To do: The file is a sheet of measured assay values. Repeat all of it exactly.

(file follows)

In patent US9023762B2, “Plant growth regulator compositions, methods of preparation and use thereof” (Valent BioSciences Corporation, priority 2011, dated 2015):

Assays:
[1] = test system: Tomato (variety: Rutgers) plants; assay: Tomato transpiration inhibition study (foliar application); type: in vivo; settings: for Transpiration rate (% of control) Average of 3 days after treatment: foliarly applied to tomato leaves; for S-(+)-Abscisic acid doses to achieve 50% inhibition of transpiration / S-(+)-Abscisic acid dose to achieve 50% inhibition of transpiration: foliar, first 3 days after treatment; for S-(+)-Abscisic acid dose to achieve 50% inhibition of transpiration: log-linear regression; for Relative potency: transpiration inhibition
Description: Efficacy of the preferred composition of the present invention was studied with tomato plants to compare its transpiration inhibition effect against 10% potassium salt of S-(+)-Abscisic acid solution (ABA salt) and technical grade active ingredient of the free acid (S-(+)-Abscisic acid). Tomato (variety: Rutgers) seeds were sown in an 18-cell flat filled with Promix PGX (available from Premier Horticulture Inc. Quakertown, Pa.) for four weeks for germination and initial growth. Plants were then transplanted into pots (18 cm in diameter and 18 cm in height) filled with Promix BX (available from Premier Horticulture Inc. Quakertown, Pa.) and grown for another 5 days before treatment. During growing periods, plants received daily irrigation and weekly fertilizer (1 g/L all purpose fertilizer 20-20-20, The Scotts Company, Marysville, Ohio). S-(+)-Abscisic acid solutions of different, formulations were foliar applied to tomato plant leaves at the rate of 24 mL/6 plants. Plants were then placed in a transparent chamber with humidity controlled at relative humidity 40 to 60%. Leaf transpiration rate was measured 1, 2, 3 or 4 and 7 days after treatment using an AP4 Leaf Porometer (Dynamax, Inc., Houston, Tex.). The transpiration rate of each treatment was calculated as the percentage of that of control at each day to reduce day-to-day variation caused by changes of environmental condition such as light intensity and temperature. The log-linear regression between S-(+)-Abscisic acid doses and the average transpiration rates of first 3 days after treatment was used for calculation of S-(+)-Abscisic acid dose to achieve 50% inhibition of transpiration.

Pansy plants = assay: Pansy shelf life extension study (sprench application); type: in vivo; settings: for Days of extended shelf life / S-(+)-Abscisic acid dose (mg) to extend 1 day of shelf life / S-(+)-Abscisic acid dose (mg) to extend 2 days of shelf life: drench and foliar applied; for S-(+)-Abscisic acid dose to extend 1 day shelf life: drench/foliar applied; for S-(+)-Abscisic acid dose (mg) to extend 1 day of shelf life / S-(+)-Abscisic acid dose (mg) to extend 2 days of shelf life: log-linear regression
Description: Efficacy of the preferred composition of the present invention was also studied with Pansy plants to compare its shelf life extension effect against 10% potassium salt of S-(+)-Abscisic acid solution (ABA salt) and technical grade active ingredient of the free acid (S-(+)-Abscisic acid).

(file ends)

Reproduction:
In patent US9023762B2, “Plant growth regulator compositions, methods of preparation and use thereof” (Valent BioSciences Corporation, priority 2011, dated 2015):

Assays:
[1] = test system: Tomato (variety: Rutgers) plants; assay: Tomato transpiration inhibition study (foliar application); type: in vivo; settings: for Transpiration rate (% of control) Average of 3 days after treatment: foliarly applied to tomato leaves; for S-(+)-Abscisic acid doses to achieve 50% inhibition of transpiration / S-(+)-Abscisic acid dose to achieve 50% inhibition of transpiration: foliar, first 3 days after treatment; for S-(+)-Abscisic acid dose to achieve 50% inhibition of transpiration: log-linear regression; for Relative potency: transpiration inhibition
Description: Efficacy of the preferred composition of the present invention was studied with tomato plants to compare its transpiration inhibition effect against 10% potassium salt of S-(+)-Abscisic acid solution (ABA salt) and technical grade active ingredient of the free acid (S-(+)-Abscisic acid). Tomato (variety: Rutgers) seeds were sown in an 18-cell flat filled with Promix PGX (available from Premier Horticulture Inc. Quakertown, Pa.) for four weeks for germination and initial growth. Plants were then transplanted into pots (18 cm in diameter and 18 cm in height) filled with Promix BX (available from Premier Horticulture Inc. Quakertown, Pa.) and grown for another 5 days before treatment. During growing periods, plants received daily irrigation and weekly fertilizer (1 g/L all purpose fertilizer 20-20-20, The Scotts Company, Marysville, Ohio). S-(+)-Abscisic acid solutions of different, formulations were foliar applied to tomato plant leaves at the rate of 24 mL/6 plants. Plants were then placed in a transparent chamber with humidity controlled at relative humidity 40 to 60%. Leaf transpiration rate was measured 1, 2, 3 or 4 and 7 days after treatment using an AP4 Leaf Porometer (Dynamax, Inc., Houston, Tex.). The transpiration rate of each treatment was calculated as the percentage of that of control at each day to reduce day-to-day variation caused by changes of environmental condition such as light intensity and temperature. The log-linear regression between S-(+)-Abscisic acid doses and the average transpiration rates of first 3 days after treatment was used for calculation of S-(+)-Abscisic acid dose to achieve 50% inhibition of transpiration.

Pansy plants = assay: Pansy shelf life extension study (sprench application); type: in vivo; settings: for Days of extended shelf life / S-(+)-Abscisic acid dose (mg) to extend 1 day of shelf life / S-(+)-Abscisic acid dose (mg) to extend 2 days of shelf life: drench and foliar applied; for S-(+)-Abscisic acid dose to extend 1 day shelf life: drench/foliar applied; for S-(+)-Abscisic acid dose (mg) to extend 1 day of shelf life / S-(+)-Abscisic acid dose (mg) to extend 2 days of shelf life: log-linear regression
Description: Efficacy of the preferred composition of the present invention was also studied with Pansy plants to compare its shelf life extension effect against 10% potassium salt of S-(+)-Abscisic acid solution (ABA salt) and technical grade active ingredient of the free acid (S-(+)-Abscisic acid).